Yearbook 2010: Growth prospects for the year ahead

21 December 2009

Despite the negative headlines over Dubai and its mountain of debt, most of the Middle East and North Africa appears set for a year of solid growth in 2010

Government finances are generally in a healthy position, after the recovery in oil prices over the course of 2009 delivered another year of budget surpluses for the region’s oil producers. Those high oil prices, along with strong performance in the non-oil sector, will deliver growth in gross domestic product of 6-8 per cent in 2010, with the GCC offering the greatest potential.

The region will also benefit from a sharp reduction in inflation, particularly in terms of construction costs and property rental prices, which this time last year were becoming a major problem. And with some exceptions, Middle East banks are in a relatively healthy position, thanks to strong regulators in key markets such as Saudi Arabia and Bahrain, and high levels of liquidity in the Islamic banking sector. Together, these factors will sustain solid economic activity in the region in 2010, particularly in the projects sector.

The development of infrastructure will be a notable theme in the oil-rich countries, as  governments use their reserves to fund power, water, transport, housing, education and healthcare projects.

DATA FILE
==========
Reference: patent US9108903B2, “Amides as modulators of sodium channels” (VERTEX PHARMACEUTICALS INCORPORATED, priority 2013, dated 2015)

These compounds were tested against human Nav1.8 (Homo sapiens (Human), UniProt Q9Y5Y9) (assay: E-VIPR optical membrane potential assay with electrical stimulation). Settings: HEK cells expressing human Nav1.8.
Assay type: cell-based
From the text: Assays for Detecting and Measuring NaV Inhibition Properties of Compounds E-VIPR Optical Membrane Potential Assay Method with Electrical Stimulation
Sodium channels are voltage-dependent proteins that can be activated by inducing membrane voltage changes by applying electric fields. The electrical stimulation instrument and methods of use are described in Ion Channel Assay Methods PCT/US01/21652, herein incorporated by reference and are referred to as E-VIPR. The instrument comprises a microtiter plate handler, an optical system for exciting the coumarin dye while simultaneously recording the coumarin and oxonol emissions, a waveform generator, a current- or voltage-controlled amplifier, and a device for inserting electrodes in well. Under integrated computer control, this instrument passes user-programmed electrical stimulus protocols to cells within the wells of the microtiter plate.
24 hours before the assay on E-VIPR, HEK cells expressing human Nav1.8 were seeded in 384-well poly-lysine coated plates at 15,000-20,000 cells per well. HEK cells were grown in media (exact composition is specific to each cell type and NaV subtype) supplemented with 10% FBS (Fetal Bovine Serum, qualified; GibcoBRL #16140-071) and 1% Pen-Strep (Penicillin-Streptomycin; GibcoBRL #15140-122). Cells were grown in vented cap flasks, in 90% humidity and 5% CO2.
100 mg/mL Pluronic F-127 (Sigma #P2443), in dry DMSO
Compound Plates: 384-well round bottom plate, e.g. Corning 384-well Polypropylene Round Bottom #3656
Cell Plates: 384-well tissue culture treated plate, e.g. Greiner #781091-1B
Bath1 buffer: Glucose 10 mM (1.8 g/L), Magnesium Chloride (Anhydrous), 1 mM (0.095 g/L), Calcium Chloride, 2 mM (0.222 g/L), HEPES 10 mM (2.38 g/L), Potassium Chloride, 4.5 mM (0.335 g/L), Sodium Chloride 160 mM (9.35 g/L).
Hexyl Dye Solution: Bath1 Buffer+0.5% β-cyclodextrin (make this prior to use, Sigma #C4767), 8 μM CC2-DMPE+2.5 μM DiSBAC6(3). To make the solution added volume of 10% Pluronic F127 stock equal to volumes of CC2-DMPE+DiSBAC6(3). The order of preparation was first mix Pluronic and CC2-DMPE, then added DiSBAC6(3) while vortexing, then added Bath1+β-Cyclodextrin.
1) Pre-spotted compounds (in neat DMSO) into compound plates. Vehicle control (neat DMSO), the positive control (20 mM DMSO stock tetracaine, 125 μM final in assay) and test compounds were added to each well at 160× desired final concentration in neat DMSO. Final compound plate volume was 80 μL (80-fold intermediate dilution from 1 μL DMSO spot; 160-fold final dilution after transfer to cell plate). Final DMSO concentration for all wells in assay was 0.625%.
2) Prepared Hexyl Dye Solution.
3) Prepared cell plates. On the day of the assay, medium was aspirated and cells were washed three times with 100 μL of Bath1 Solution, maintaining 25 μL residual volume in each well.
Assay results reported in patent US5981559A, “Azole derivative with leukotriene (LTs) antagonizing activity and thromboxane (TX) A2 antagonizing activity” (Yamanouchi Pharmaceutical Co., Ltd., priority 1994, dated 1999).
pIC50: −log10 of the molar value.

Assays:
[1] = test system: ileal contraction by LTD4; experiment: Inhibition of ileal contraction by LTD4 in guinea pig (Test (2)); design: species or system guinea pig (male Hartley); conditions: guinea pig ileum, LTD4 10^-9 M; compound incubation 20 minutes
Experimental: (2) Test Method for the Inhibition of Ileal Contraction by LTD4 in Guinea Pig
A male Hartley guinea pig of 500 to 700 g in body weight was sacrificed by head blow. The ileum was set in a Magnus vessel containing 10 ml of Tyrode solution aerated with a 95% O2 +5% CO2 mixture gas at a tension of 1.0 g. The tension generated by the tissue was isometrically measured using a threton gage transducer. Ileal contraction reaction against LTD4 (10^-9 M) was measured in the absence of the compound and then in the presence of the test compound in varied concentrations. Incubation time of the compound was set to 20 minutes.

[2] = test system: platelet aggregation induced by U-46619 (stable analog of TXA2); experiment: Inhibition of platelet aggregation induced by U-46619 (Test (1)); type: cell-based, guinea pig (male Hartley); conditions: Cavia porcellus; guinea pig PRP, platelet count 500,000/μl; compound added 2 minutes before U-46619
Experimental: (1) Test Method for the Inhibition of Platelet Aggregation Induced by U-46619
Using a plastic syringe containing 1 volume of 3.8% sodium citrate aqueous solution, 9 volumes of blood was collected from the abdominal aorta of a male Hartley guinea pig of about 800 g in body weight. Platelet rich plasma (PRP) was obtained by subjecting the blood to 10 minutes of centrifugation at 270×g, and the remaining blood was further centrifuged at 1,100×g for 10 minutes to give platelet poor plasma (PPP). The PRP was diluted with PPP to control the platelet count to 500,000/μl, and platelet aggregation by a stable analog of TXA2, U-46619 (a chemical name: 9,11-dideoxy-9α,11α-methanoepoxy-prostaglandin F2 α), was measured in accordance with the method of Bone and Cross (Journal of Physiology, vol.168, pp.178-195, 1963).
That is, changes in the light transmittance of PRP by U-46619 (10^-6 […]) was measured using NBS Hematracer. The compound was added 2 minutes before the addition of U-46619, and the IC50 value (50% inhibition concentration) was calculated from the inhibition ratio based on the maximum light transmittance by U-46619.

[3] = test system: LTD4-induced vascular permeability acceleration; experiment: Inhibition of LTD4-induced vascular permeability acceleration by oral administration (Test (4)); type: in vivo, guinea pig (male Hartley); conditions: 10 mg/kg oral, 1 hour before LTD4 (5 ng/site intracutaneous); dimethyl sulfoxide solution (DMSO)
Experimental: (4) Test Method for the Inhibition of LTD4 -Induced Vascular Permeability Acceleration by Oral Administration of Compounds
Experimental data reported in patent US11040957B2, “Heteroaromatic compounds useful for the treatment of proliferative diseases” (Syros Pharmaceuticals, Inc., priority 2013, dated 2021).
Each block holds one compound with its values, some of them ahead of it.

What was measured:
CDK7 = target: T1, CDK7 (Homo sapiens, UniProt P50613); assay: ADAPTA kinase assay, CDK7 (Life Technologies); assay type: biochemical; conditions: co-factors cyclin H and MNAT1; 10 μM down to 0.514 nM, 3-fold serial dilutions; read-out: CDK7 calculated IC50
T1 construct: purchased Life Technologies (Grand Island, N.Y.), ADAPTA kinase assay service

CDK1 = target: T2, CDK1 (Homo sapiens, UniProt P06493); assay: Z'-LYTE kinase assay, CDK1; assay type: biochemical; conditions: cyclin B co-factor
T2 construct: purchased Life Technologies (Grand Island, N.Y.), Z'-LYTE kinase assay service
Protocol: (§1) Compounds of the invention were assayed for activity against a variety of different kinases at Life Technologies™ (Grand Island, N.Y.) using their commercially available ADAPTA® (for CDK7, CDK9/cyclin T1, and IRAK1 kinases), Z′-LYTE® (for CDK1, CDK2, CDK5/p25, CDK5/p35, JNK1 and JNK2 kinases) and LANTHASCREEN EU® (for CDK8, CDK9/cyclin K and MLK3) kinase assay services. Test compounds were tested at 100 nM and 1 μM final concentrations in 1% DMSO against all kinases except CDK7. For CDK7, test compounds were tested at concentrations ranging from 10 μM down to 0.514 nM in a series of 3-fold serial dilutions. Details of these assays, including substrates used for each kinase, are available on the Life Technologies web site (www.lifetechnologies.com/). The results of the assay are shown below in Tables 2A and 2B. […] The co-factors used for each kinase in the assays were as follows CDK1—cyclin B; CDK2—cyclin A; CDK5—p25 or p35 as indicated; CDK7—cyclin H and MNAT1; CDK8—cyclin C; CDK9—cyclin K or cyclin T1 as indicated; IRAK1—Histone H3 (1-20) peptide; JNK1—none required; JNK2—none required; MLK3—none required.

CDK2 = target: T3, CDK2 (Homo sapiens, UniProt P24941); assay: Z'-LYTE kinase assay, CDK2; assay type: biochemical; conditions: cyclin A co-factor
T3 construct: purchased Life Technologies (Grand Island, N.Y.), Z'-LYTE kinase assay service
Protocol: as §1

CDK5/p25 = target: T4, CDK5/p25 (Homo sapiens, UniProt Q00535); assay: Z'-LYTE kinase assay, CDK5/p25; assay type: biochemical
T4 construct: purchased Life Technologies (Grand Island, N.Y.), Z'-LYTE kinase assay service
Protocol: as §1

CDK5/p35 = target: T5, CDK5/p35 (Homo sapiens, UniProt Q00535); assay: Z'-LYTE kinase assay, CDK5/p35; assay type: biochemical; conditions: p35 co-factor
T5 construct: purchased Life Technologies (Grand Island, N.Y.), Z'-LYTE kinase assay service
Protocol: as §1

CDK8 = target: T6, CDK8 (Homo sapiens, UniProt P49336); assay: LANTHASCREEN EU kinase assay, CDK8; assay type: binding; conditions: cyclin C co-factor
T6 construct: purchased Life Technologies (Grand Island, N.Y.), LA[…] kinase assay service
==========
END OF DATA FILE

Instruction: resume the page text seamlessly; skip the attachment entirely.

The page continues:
Yet it is not all good news. A fall in construction costs over the past year means that many energy projects are being retendered, as clients try to ensure they do not overpay for their schemes. This review process will slow down the development of new oil and gas facilities in 2010.

The effects of the global economic downturn will continue to be felt across the region throughout the next year and many businesses will find it difficult to adjust to the new economic climate, not least in the construction industry.

While many planned projects were put on hold in 2009, there was still enough work from previously launched schemes to keep many construction companies busy. But as these projects are completed and no new ones take their place, contractors will be forced to lay off more workers.

Companies that rely too heavily on a single market, particularly Dubai, will be hit hardest  by this. As confidence begins to return to the market in 2010, and bank lending restarts, firms with a diverse portfolio of activities, in terms of countries and sectors, will be best placed for recovery.

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